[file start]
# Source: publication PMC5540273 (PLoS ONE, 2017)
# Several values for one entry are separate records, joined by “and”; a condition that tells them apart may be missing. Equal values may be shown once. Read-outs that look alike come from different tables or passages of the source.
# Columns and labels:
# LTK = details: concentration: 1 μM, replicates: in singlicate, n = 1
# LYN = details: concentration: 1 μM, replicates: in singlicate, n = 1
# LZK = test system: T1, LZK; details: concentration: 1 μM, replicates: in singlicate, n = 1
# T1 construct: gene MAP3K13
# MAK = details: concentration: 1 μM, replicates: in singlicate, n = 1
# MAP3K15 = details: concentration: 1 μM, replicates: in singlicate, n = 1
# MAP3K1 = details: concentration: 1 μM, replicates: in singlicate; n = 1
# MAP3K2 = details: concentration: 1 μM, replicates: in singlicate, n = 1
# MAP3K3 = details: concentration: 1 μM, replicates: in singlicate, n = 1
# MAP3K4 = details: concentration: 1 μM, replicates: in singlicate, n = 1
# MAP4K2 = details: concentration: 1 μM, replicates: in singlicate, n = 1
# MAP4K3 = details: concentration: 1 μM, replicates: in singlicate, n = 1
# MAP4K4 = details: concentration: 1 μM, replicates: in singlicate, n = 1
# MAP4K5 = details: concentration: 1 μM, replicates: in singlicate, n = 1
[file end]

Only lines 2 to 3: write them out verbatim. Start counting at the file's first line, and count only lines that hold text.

# Several values for one entry are separate records, joined by “and”; a condition that tells them apart may be missing. Equal values may be shown once. Read-outs that look alike come from different tables or passages of the source.
# Columns and labels: